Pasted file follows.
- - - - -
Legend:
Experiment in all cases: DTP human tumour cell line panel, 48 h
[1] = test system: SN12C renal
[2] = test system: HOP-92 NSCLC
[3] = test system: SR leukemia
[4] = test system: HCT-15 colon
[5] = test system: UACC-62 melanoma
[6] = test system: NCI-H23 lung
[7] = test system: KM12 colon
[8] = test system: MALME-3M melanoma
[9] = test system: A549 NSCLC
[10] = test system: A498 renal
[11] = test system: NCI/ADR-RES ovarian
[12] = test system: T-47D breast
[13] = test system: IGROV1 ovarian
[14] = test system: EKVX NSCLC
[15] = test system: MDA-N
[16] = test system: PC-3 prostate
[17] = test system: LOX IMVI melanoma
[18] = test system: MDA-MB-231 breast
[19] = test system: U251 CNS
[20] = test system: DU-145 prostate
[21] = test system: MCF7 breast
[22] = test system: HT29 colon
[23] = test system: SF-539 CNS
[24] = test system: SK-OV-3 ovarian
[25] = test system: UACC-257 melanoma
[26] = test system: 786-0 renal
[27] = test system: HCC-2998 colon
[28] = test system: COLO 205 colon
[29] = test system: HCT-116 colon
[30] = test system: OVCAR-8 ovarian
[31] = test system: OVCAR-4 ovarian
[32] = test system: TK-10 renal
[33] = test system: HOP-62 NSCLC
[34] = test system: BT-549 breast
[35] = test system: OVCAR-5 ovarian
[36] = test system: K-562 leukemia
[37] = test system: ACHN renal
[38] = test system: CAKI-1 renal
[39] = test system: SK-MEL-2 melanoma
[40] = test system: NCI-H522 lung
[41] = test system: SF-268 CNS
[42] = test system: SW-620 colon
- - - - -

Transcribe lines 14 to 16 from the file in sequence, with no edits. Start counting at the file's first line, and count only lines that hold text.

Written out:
[12] = test system: T-47D breast
[13] = test system: IGROV1 ovarian
[14] = test system: EKVX NSCLC